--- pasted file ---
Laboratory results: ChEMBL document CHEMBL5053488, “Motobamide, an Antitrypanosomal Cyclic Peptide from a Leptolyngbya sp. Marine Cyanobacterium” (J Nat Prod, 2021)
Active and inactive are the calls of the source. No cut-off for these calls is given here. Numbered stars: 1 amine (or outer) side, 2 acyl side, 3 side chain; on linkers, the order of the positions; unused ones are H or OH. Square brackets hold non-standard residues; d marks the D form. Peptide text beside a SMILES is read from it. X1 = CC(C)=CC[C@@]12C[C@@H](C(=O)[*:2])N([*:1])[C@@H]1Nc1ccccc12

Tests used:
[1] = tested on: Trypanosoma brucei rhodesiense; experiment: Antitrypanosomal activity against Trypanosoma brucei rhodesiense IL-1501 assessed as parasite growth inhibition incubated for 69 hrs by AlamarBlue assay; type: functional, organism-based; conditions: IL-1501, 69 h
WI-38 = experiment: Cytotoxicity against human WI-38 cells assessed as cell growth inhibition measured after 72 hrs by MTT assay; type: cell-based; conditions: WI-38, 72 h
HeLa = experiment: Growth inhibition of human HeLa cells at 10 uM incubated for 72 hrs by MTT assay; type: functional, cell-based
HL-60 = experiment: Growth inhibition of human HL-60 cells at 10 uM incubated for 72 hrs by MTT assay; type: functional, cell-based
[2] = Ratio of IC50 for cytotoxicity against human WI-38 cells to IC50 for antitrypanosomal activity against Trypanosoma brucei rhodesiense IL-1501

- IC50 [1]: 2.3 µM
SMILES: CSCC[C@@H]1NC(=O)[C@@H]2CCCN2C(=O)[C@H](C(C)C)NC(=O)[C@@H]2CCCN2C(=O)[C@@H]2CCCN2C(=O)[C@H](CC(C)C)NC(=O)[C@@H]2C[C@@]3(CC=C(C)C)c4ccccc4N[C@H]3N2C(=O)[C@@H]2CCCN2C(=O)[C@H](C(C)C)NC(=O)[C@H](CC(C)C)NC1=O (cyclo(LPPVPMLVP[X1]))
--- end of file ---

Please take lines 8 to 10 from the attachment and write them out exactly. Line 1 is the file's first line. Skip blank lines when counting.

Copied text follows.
[2] = Ratio of IC50 for cytotoxicity against human WI-38 cells to IC50 for antitrypanosomal activity against Trypanosoma brucei rhodesiense IL-1501

- IC50 [1]: 2.3 µM
SMILES: CSCC[C@@H]1NC(=O)[C@@H]2CCCN2C(=O)[C@H](C(C)C)NC(=O)[C@@H]2CCCN2C(=O)[C@@H]2CCCN2C(=O)[C@H](CC(C)C)NC(=O)[C@@H]2C[C@@]3(CC=C(C)C)c4ccccc4N[C@H]3N2C(=O)[C@@H]2CCCN2C(=O)[C@H](C(C)C)NC(=O)[C@H](CC(C)C)NC1=O (cyclo(LPPVPMLVP[X1]))